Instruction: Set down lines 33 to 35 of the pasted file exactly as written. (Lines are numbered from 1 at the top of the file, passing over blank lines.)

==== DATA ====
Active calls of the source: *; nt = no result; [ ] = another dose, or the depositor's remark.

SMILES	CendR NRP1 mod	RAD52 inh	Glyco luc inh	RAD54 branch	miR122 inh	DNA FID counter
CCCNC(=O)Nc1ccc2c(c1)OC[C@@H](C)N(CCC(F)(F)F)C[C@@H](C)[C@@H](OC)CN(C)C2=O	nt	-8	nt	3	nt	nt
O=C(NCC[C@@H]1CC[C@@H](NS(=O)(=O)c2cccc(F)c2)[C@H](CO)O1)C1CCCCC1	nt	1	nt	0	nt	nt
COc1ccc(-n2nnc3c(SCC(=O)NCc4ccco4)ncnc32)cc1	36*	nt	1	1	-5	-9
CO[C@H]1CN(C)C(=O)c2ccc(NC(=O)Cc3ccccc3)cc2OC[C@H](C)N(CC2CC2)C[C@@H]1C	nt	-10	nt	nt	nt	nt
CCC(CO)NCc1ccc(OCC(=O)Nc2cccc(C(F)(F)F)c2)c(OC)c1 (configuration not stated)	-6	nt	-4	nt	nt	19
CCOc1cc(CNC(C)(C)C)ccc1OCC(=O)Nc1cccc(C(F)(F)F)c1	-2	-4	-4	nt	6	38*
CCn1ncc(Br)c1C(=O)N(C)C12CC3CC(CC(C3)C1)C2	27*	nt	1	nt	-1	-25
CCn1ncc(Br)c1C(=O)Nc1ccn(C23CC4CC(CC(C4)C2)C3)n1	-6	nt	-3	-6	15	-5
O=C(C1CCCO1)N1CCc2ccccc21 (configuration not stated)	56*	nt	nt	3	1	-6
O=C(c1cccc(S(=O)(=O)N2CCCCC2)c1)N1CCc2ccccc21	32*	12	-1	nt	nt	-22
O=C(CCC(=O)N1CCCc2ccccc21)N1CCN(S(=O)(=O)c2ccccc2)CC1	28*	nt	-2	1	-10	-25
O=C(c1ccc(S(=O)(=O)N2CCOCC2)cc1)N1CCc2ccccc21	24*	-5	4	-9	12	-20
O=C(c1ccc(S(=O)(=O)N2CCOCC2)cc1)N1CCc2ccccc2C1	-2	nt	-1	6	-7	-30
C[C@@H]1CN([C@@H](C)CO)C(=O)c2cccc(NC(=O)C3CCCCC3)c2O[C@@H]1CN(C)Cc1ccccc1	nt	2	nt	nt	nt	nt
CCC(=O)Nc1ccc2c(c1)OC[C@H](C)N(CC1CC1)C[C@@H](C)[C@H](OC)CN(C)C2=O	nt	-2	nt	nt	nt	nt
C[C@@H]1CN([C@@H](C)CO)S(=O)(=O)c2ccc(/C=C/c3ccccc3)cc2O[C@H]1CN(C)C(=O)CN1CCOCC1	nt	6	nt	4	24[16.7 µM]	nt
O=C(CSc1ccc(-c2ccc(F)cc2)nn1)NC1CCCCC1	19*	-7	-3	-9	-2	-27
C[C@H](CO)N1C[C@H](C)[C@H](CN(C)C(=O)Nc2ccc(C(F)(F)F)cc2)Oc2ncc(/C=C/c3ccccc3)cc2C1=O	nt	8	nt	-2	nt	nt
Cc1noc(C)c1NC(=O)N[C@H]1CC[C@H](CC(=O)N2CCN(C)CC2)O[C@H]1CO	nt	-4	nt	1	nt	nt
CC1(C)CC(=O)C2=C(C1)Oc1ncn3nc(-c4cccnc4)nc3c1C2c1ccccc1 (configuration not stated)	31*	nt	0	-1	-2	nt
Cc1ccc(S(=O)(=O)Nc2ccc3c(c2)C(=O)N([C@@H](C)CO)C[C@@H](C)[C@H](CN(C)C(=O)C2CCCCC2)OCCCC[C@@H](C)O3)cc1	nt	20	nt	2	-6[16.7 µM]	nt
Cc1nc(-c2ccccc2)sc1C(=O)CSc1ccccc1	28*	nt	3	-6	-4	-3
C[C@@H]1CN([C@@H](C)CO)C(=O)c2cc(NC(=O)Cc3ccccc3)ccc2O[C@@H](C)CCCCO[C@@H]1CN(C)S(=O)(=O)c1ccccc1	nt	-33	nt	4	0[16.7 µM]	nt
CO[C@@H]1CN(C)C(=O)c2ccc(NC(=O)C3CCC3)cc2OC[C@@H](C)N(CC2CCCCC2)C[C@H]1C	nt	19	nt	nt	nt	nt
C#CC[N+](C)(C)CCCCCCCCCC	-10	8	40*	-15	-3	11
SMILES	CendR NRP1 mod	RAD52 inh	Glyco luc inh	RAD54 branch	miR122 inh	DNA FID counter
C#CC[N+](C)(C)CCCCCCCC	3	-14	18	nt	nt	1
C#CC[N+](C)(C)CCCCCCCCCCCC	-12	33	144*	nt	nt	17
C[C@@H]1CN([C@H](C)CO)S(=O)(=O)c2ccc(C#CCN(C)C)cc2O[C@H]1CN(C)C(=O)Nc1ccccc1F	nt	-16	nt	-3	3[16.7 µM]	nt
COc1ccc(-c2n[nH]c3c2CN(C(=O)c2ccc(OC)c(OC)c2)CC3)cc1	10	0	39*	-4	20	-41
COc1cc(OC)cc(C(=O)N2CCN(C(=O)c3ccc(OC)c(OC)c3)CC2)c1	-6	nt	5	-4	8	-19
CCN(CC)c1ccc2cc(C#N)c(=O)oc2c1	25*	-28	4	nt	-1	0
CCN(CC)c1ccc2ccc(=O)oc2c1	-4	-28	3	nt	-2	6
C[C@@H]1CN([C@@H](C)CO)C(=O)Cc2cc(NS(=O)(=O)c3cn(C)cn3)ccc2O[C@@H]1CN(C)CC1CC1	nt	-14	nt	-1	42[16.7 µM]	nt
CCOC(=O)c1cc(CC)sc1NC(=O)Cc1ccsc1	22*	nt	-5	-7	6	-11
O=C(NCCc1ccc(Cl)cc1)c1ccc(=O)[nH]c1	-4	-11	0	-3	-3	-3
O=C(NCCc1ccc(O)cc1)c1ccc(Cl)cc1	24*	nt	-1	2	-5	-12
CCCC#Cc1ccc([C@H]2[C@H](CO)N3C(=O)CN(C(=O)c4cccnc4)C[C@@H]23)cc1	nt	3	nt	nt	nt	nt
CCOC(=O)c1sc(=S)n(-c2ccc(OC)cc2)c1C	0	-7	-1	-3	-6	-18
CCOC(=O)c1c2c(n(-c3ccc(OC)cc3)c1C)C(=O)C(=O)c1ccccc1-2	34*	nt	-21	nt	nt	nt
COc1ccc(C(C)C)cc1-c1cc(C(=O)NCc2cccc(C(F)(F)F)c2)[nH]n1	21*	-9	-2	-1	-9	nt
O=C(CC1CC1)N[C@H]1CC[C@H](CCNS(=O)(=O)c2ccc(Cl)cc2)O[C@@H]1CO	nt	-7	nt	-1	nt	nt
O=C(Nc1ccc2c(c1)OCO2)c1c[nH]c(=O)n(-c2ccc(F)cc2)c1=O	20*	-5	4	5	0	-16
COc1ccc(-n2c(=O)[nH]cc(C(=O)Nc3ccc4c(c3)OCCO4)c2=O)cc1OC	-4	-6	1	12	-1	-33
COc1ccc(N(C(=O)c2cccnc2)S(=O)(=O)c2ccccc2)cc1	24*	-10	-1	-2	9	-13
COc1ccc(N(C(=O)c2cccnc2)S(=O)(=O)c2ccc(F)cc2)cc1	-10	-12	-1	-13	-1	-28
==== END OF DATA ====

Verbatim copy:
COc1cc(OC)cc(C(=O)N2CCN(C(=O)c3ccc(OC)c(OC)c3)CC2)c1	-6	nt	5	-4	8	-19
CCN(CC)c1ccc2cc(C#N)c(=O)oc2c1	25*	-28	4	nt	-1	0
CCN(CC)c1ccc2ccc(=O)oc2c1	-4	-28	3	nt	-2	6